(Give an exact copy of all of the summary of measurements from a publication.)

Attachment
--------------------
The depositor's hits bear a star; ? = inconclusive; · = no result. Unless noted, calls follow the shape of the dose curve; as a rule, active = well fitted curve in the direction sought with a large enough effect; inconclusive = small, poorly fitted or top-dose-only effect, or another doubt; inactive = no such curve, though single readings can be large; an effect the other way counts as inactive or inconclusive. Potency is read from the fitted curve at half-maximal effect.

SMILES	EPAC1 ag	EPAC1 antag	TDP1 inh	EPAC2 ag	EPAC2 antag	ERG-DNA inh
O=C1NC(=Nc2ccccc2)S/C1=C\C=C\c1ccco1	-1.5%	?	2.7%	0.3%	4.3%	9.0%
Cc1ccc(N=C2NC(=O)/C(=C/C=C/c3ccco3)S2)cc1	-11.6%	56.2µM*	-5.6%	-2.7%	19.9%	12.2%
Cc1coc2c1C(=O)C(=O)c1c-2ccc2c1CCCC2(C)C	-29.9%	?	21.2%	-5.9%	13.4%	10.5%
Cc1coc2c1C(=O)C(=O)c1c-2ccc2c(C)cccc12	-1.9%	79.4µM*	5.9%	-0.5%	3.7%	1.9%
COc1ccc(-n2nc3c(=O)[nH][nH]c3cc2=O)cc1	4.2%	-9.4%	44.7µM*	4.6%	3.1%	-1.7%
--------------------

The depositor's hits bear a star; ? = inconclusive; · = no result. Unless noted, calls follow the shape of the dose curve; as a rule, active = well fitted curve in the direction sought with a large enough effect; inconclusive = small, poorly fitted or top-dose-only effect, or another doubt; inactive = no such curve, though single readings can be large; an effect the other way counts as inactive or inconclusive. Potency is read from the fitted curve at half-maximal effect.

SMILES	EPAC1 ag	EPAC1 antag	TDP1 inh	EPAC2 ag	EPAC2 antag	ERG-DNA inh
O=C1NC(=Nc2ccccc2)S/C1=C\C=C\c1ccco1	-1.5%	?	2.7%	0.3%	4.3%	9.0%
Cc1ccc(N=C2NC(=O)/C(=C/C=C/c3ccco3)S2)cc1	-11.6%	56.2µM*	-5.6%	-2.7%	19.9%	12.2%
Cc1coc2c1C(=O)C(=O)c1c-2ccc2c1CCCC2(C)C	-29.9%	?	21.2%	-5.9%	13.4%	10.5%
Cc1coc2c1C(=O)C(=O)c1c-2ccc2c(C)cccc12	-1.9%	79.4µM*	5.9%	-0.5%	3.7%	1.9%
COc1ccc(-n2nc3c(=O)[nH][nH]c3cc2=O)cc1	4.2%	-9.4%	44.7µM*	4.6%	3.1%	-1.7%